I upgraded from a First scope to a Starblast 4.5. The Starblast is a big improvement, but it's bigger and heavier too. I get much better views of Saturn and Jupiter with it.

Ac2aj, Considering that the AP is just $50 more I'm leaning towards it.

Good choice. It's well built, well baffled, super easy to get to the mirror to clean it. Roland guarantees a minimum 1/20 wave, says most of the AP Maxbrights are around 1/40 wave. Hard to beat.

Beginners Forum / Re: New Zhumell Z10 performance question
« on: January 31, 2018, 05:54:33 AM »
The least damage to the mirror's figure would be with a completely flat plate behind the mirror, but that would result in no ventilation for the mirror and too much heat retention.
3 points will suffice for a 10" full-thickness mirror. Adding additional points at the edge just might make it worse.
6 points would be possible with a modification to the cell, but not if they're in 3 lines from the center out.
No, you're fine with the 3 points--just repositioned at the 40% radius.

On the outside edge, the bottom support pads can be 120° apart or 90° apart, but 90° is better.
Here is the thing: the pads should press against the mirror in the center of gravity of the mirror from front to back.
That is roughly 1mm closer to the back of the mirror than the front.
Now, obviously the pads they provide are wider than that, and that's OK. Just position them so the centers of those pads
are at the COG. The pads I see are too close to the back of the mirror. It might be possible to cut them down so the half of the pads close to the back of the cell (back of the mirror) are removed.
That might put the pressure points closer to the COG of the mirror.

If the pads are too close to the back, when the scope points low the top of the mirror will tend to tilt forward like a potato chip and cause "bending astigmatism"
If the pads are too close to the front of the mirror, the mirror can also flex and cause astigmatism. When the mirror is supported in the center of gravity, it neither tilts forward nor backward when the mirror is vertical.
There is a bit of leeway here on a thick mirror. I'm just making you aware of the issue.

My 8" LX90 - purchased last year.

I got into astronomy at the age of 12 with my first purchase: a 4.5" Meade 4500. I subsequently purchased a 16" StarFinder, and ETX. I used them all extensively for many, many years, but I never quite *observed* with them, if that makes any sense. I would star hop to some of the brighter Messier objects, the planets, the moon etc. I would look, take in the view, and move on.

Then I took a looong break from the hobby, and got back into it in earnest last year with the purchase of an 8" LX90, and it's been the combination of scope's capabilities, my night sky, and my age that has changed the hobby from just looking to observing.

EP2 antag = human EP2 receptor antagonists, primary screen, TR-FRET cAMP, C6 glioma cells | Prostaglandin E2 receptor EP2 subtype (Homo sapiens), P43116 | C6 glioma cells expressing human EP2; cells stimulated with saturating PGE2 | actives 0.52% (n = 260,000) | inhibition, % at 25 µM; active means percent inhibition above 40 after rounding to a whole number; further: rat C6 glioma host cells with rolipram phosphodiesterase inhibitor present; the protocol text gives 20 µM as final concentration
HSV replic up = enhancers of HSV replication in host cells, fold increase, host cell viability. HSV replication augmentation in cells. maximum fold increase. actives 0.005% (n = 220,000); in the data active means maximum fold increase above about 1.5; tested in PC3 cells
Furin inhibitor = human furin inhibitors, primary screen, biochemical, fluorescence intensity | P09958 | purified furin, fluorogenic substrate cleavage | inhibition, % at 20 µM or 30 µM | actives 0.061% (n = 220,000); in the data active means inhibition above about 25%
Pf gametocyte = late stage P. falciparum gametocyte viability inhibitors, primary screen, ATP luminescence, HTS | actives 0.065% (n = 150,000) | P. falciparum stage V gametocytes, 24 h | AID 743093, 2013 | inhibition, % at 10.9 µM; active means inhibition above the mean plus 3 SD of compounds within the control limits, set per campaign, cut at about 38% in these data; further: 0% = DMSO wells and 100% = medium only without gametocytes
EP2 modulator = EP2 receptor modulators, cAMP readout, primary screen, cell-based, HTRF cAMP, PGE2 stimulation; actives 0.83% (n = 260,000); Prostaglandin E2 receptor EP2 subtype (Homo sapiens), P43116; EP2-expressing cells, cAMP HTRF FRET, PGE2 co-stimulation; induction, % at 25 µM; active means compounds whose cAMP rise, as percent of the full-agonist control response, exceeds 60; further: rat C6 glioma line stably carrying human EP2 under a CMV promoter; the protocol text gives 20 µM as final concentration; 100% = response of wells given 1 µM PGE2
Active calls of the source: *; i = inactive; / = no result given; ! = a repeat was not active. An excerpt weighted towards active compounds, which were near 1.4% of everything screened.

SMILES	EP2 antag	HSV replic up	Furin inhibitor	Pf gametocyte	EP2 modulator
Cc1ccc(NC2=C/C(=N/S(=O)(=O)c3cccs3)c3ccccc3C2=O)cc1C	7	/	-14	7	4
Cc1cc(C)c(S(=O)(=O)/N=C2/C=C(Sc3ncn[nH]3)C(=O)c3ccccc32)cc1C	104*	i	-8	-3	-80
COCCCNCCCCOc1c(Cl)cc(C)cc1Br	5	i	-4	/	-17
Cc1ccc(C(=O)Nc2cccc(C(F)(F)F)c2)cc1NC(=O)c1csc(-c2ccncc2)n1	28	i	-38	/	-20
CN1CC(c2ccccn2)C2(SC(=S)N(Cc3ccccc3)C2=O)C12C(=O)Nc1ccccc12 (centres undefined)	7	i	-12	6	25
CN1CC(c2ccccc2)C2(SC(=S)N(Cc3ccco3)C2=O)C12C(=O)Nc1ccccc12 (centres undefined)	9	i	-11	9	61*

I've learned that an 8" scope can show you a wealth of things. I learned how to manage magnification, exit pupils, and filters to hunt for the optimum chance of seeing ultra-borderline objects. I learned how to more carefully observe the details within more common objects. For example, before this telescope, I would look at say, M33, and go "Ok cool." and move on. Now I'm observing spirality in it, as well as numerous star forming regions in it.

I'm more conscious of the effects of transparency and seeing conditions. When I observe planets, I look for specific things now: how many moons I can count around Saturn, how distinct the cloud bands are, and the hexagonal shape on its polar cap. For Jupiter, I look for barges, festoons, and the notch around the GRS. I would pay more attention to its moons, but I don't get enough consecutive clear nights to bother chasing and planning for transits. If I catch one, great, if not, no big deal.

I also learned what I *can't* observe in the scope. Several futile attempts to observe Abell planetaries (aside from A50, which I only just barely detected one night with an OIII at 2.6mm exit pupil and 78x), leads me to believe they are out of reach for this instrument. I likely need 4+mm exit pupil with an OIII filter to give them enough brightness to detect, but the 50x magnification that would produce in the scope is not sufficient to bring them across the visual detection threshold of my eye. I have not tried looking for them in my new 12" yet, but I suspect I will need something closer to 16", which can produce 100x in a 4mm exit pupil, to more easily observe them. A darker sky would help with detection of course.

Beginners Forum / Re: Xt12i arrived. First impression from a newb
« on: January 31, 2018, 03:58:14 AM »
You could also consider a quality x2 Barlow for your excellent existing eyepiece collection. That would effectively add a 2.75, 4.5, 7, & 10mm to your lineup.

Eyepieces Questions & Recommendations / Re: Fantasy ... Dreaming?
« on: January 31, 2018, 03:24:41 AM »
I am not sure if A-P asked for the change or if Baader made the change. I heard rumors of a prism shortage a few years ago.

It's also interesting to note that the T-2 1A mirror diagonal is more expensive than the T-2 Zeiss Prism diagonal.

I have used both diagonals with my Mark V binoviewers as well as monoviewing. The mirror diagonal is a fraction of an inch bigger. Otherwise, you could switch them around and I doubt anyone could tell the difference -- I know I couldn't see any difference.